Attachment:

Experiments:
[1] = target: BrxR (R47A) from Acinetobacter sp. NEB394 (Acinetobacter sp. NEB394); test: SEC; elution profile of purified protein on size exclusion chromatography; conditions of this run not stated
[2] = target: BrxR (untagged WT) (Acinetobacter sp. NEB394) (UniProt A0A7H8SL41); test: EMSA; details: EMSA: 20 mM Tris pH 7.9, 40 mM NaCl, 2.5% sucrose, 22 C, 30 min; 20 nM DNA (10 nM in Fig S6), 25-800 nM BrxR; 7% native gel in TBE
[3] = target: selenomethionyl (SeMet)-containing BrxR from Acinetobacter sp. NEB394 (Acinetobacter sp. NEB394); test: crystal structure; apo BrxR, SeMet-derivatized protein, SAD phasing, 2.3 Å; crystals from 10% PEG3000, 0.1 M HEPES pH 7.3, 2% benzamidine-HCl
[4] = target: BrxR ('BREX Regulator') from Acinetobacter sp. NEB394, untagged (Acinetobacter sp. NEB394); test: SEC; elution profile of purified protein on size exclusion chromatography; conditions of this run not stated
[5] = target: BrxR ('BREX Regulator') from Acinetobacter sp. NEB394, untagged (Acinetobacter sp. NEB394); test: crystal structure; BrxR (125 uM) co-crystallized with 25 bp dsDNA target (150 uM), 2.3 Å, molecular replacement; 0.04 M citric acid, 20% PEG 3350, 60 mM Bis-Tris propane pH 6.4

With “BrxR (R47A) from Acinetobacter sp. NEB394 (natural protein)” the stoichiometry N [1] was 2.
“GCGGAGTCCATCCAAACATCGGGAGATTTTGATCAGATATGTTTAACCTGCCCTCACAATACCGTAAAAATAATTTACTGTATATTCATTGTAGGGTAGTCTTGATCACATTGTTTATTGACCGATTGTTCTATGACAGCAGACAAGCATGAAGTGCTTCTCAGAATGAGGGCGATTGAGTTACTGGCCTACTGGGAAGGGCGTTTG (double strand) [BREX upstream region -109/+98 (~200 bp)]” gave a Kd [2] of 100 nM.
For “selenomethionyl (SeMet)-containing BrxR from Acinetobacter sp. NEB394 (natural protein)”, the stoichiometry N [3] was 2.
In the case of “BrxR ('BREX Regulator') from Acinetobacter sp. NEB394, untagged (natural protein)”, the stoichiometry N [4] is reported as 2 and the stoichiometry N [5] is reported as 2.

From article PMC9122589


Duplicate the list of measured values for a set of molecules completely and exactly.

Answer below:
Experiments:
[1] = target: BrxR (R47A) from Acinetobacter sp. NEB394 (Acinetobacter sp. NEB394); test: SEC; elution profile of purified protein on size exclusion chromatography; conditions of this run not stated
[2] = target: BrxR (untagged WT) (Acinetobacter sp. NEB394) (UniProt A0A7H8SL41); test: EMSA; details: EMSA: 20 mM Tris pH 7.9, 40 mM NaCl, 2.5% sucrose, 22 C, 30 min; 20 nM DNA (10 nM in Fig S6), 25-800 nM BrxR; 7% native gel in TBE
[3] = target: selenomethionyl (SeMet)-containing BrxR from Acinetobacter sp. NEB394 (Acinetobacter sp. NEB394); test: crystal structure; apo BrxR, SeMet-derivatized protein, SAD phasing, 2.3 Å; crystals from 10% PEG3000, 0.1 M HEPES pH 7.3, 2% benzamidine-HCl
[4] = target: BrxR ('BREX Regulator') from Acinetobacter sp. NEB394, untagged (Acinetobacter sp. NEB394); test: SEC; elution profile of purified protein on size exclusion chromatography; conditions of this run not stated
[5] = target: BrxR ('BREX Regulator') from Acinetobacter sp. NEB394, untagged (Acinetobacter sp. NEB394); test: crystal structure; BrxR (125 uM) co-crystallized with 25 bp dsDNA target (150 uM), 2.3 Å, molecular replacement; 0.04 M citric acid, 20% PEG 3350, 60 mM Bis-Tris propane pH 6.4

With “BrxR (R47A) from Acinetobacter sp. NEB394 (natural protein)” the stoichiometry N [1] was 2.
“GCGGAGTCCATCCAAACATCGGGAGATTTTGATCAGATATGTTTAACCTGCCCTCACAATACCGTAAAAATAATTTACTGTATATTCATTGTAGGGTAGTCTTGATCACATTGTTTATTGACCGATTGTTCTATGACAGCAGACAAGCATGAAGTGCTTCTCAGAATGAGGGCGATTGAGTTACTGGCCTACTGGGAAGGGCGTTTG (double strand) [BREX upstream region -109/+98 (~200 bp)]” gave a Kd [2] of 100 nM.
For “selenomethionyl (SeMet)-containing BrxR from Acinetobacter sp. NEB394 (natural protein)”, the stoichiometry N [3] was 2.
In the case of “BrxR ('BREX Regulator') from Acinetobacter sp. NEB394, untagged (natural protein)”, the stoichiometry N [4] is reported as 2 and the stoichiometry N [5] is reported as 2.

From article PMC9122589